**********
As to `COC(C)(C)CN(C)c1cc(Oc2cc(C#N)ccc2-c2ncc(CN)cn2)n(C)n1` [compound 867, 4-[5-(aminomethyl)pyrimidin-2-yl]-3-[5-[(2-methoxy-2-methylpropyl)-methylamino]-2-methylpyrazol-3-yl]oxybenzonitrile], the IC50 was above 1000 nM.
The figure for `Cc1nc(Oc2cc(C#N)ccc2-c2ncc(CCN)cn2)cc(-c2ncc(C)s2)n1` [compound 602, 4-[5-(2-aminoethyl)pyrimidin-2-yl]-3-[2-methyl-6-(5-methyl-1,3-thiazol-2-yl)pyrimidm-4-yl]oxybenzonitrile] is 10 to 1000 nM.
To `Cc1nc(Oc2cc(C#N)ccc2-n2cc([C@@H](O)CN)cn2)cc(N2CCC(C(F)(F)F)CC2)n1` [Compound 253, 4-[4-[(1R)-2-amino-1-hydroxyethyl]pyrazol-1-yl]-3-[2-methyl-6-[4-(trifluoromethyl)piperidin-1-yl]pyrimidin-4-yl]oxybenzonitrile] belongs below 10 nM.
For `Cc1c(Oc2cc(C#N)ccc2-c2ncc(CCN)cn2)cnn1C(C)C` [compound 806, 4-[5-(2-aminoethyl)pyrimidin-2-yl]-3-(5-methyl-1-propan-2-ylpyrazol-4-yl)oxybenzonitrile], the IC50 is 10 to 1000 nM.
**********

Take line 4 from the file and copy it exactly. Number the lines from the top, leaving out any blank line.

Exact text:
For `Cc1c(Oc2cc(C#N)ccc2-c2ncc(CCN)cn2)cnn1C(C)C` [compound 806, 4-[5-(2-aminoethyl)pyrimidin-2-yl]-3-(5-methyl-1-propan-2-ylpyrazol-4-yl)oxybenzonitrile], the IC50 is 10 to 1000 nM.